Effectiveness of enhancing contact model on reducing stigma of mental illness among family caregivers of persons with schizophrenia in rural China: A cluster randomized controlled trial

Mao Sheng Ran, Yi Zhou Wang, Pei Yi Lu, Xue Weng, Tian Ming Zhang, Shu Yu Deng, Ming Li, Wei Luo, Irene Yin Ling Wong, Lawrence H. Yang, Graham Thornicroft, Lin Lu

Research output: Contribution to journalArticlepeer-review

Abstract

Background: Contact-based intervention has been documented and proved effective on reducing stigma of mental illness in high-income countries, but it is still unclear about the effectiveness of the contact-based intervention among family caregivers of persons with schizophrenia (FCPWS) in low- and middle-income countries including rural China. Methods: We conducted a cluster randomized controlled trial in FCPWS in eight rural townships in Xinjin district of Chengdu city in Southwest China. The FCPWS in these townships were randomly allocated to the Enhancing Contact Model (ECM), Psychoeducational Family Intervention (PFI), or Treatment as Usual (TAU) group. FCPWS in three groups were provided specific interventions and follow-ups. By using a mixed-effect model, our goal was to examine the differences in affiliate self-stigma scale (ASSS) scores among three groups with the data collected at baseline (T0), post-intervention (T1), 3-month (T2), and 9-month (T3) follow-up timepoints, respectively. This trial is registered with ChiCTR, number ChiCTR2000039133. Findings: In April 2019, 253 FCPWS from 8 townships were randomly assigned to receive either ECM (cluster=3, n=90), PFI (cluster=2, n=81), or TAU (cluster=3, n=82). Compared with participants in the TAU group, participants in the ECM group had statistically significantly lower ASSS scores at 9-month follow-up (estimated parameter [EP]= -5.51, 95% CI -10.27 to -0.74, p=0.02). There were no statistically significantly different ASSS scores at 9-month follow up between ECM and PFI groups. Compared with participants in the PFI group, younger (<60 years old), with higher monthly income and other caregiver (e.g., parent, sibling, child) participants in the ECM group had statistically significantly lower ASSS scores in the 3-month follow-up (EP = -5.66, 95% CI -10.13 to -1.19, p<0.01; EP = -7.82, 95% CI -11.87 to -3.78, p<0.001; EP = -6.79, 95% CI -10.69 to -2.90, p<0.001, respectively). Interpretation: This first trial in rural China shows that ECM intervention, a new anti-stigma intervention model, is a promising method for reducing affiliate stigma among FCPWS. The ECM intervention is more effective and stable than the PFI on reducing affiliate stigma among FCPWS. Further research needs to explore whether a long-term intervention could produce a more positive anti-stigma outcome trajectory. Funding: General Research Fund, University Grants Committee, Hong Kong SAR (GRF, Grant No. 17605618, 2018-2021, PI: Dr. M.S. Ran).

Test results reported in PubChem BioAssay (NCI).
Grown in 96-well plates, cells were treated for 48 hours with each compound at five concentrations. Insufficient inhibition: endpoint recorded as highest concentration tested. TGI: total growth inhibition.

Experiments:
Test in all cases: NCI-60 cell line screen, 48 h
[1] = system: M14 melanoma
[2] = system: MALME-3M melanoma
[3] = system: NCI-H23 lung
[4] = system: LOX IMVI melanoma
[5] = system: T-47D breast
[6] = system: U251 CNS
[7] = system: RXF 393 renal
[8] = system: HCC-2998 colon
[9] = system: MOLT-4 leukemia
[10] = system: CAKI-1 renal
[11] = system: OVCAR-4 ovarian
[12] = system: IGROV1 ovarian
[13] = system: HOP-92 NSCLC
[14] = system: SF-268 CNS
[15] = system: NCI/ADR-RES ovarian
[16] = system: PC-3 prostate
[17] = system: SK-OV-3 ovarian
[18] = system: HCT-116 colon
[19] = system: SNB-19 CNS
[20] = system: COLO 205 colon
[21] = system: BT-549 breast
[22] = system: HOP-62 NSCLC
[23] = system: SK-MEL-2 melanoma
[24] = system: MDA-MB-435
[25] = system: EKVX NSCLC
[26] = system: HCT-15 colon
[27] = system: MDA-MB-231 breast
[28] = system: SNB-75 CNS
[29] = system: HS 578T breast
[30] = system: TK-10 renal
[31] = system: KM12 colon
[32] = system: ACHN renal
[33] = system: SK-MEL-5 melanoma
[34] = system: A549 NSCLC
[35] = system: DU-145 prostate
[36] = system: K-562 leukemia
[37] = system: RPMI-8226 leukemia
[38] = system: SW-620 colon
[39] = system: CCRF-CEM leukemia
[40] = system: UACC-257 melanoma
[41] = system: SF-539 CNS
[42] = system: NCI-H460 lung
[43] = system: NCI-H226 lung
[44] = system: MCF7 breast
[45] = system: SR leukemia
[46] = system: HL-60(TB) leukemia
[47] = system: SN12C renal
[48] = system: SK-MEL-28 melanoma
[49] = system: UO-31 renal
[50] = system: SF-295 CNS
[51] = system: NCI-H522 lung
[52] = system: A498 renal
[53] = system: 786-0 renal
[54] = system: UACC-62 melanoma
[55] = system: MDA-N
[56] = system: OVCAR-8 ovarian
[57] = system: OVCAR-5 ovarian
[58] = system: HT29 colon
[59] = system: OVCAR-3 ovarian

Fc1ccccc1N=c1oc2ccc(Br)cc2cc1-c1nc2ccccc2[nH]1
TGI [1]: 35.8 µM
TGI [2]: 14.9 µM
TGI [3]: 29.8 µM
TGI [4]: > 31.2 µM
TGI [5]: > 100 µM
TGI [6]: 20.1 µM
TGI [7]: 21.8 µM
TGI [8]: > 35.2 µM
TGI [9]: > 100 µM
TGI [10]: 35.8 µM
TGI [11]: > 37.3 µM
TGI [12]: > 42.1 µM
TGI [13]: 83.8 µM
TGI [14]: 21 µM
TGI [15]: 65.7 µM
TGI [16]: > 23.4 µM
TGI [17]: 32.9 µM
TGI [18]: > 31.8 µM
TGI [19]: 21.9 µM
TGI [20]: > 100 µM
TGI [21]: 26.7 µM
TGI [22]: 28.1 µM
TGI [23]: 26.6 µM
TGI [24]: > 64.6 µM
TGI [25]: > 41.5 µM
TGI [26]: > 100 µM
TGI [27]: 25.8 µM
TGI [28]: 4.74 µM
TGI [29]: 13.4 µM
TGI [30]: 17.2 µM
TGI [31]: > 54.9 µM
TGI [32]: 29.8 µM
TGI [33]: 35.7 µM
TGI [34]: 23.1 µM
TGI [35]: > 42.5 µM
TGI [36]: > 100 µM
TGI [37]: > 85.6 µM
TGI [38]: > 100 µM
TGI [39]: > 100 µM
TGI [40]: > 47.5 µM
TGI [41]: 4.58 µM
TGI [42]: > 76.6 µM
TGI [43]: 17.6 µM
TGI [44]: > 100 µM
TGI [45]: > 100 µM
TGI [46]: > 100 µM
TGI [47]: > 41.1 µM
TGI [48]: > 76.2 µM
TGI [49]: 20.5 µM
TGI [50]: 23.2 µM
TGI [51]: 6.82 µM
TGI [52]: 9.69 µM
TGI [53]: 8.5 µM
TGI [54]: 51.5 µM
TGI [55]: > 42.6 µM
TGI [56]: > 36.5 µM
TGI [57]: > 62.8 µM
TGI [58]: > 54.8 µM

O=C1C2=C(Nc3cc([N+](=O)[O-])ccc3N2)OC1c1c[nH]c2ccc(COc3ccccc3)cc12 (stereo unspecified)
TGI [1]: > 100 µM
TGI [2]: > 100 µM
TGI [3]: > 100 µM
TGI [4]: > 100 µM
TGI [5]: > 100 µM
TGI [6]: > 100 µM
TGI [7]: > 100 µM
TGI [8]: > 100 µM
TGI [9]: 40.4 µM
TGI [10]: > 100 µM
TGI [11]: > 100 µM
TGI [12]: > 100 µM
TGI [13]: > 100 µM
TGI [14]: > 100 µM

Original languageEnglish (US)
Article number100419
JournalThe Lancet Regional Health - Western Pacific
Volume22
DOIs
StatePublished - May 2022

Keywords

  • China
  • Enhancing contact model
  • Family caregivers
  • Intervention
  • Stigma

ASJC Scopus subject areas

  • Health Policy
  • Public Health, Environmental and Occupational Health
  • Psychiatry and Mental health
  • Infectious Diseases
  • Internal Medicine
  • Obstetrics and Gynecology
  • Pediatrics, Perinatology, and Child Health
  • Geriatrics and Gerontology

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